CHARLESTON, S.C. (WCIV) -- Forty percent of all enslaved Africans came through Charleston's waters to Gadsden's Wharf -- an area in downtown Charleston currently known as Liberty Square.
It's the same site where the International African American Museum [IAAM] is set to be built and shared with the world, a location that museum officials said carries extra significance.
"To know that we are able to build this on sacred ground right where the journey began is tremendous," said program manager of the International African American Museum Felicia Easterlin.
The $75 million museum project was first envisioned by Charleston Mayor Joe Riley some 20 years ago.
Easterlin said the project is in the fundraising phase with a goal of starting construction in January of 2016. The project site is on a vacant plot of land, donated by the City of Charleston, that sits across from the SC Aquarium and Liberty Square.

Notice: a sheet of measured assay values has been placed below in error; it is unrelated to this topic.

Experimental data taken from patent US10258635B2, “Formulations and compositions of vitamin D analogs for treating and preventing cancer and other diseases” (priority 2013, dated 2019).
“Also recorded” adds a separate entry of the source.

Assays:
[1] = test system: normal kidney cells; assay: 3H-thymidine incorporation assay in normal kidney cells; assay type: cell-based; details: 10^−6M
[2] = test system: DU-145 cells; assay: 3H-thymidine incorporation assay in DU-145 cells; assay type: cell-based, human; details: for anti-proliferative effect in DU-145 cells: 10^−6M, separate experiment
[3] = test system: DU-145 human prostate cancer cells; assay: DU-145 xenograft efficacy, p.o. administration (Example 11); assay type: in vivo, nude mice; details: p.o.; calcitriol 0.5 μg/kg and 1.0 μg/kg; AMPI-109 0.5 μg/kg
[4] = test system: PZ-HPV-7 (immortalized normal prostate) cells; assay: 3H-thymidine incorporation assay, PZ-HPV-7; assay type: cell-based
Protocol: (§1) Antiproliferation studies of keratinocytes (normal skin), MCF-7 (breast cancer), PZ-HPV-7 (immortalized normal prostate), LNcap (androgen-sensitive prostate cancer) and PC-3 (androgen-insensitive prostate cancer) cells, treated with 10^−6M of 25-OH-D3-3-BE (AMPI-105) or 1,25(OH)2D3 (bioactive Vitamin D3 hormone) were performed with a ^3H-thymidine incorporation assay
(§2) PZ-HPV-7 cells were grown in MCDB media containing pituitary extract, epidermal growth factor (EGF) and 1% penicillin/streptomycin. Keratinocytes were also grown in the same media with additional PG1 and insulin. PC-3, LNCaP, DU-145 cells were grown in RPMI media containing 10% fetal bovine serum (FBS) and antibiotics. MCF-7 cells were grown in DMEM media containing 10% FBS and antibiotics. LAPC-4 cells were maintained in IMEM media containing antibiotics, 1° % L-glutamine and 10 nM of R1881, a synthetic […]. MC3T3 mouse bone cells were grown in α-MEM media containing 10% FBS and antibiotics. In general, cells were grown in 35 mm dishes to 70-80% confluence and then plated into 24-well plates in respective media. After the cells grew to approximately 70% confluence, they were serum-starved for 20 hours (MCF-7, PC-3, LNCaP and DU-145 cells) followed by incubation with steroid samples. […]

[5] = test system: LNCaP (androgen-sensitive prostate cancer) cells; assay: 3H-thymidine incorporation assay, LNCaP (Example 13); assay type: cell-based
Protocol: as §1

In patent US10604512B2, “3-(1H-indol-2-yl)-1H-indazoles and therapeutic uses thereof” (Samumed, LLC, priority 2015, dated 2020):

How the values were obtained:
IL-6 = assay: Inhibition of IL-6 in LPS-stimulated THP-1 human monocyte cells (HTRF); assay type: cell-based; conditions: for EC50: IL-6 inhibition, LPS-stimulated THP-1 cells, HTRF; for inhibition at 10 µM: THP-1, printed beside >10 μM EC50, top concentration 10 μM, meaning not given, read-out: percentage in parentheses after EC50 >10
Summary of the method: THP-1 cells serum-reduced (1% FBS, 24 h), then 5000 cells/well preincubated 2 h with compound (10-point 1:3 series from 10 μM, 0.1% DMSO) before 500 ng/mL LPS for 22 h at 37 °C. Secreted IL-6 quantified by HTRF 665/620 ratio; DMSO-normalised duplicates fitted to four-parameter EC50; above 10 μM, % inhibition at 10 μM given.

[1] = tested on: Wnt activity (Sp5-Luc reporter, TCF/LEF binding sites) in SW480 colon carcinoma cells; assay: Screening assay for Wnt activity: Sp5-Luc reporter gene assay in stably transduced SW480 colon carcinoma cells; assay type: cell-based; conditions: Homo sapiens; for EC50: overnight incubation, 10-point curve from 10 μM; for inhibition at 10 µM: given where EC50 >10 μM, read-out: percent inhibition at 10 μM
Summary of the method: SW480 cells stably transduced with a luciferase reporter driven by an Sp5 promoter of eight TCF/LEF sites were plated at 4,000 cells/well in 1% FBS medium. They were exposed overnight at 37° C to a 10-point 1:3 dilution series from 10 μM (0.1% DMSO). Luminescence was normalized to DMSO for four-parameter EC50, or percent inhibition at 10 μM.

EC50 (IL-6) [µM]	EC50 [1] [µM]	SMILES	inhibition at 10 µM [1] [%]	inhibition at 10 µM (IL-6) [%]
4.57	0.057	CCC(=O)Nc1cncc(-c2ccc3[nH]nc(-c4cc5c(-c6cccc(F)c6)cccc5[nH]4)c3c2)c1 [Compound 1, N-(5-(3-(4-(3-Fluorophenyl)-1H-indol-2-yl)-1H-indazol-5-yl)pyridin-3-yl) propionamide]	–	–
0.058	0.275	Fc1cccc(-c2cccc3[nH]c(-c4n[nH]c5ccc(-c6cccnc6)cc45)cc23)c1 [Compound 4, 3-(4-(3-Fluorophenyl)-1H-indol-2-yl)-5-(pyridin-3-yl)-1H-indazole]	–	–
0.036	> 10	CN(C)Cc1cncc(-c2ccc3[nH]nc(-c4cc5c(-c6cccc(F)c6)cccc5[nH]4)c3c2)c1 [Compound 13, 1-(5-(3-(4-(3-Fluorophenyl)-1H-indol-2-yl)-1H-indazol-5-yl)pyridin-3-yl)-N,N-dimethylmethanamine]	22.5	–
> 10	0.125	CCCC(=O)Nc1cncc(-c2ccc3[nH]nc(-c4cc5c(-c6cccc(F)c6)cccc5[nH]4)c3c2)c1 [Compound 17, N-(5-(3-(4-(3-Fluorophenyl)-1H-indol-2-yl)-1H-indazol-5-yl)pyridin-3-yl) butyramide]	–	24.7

Three years from now in 2018, officials said they hope to open the doors to the museum.
"It's time for this to come together and make this part of our history a bridge to better futures for -- my children, our grandchildren -- the point of everything is to make things better for the next generation and I think the IAAM has an amazing ability to do that," Easterlin said.
The International African American Museum will feature interactive exhibits, a family center, multimedia experiences, plus a 1,500-square-f00t pier with a rock from the West African coast.
A redesign of Liberty Square is part of the total museum concept with plans for a major makeover with new landscapes, fountains, and a Martin Luther King Jr. Memorial.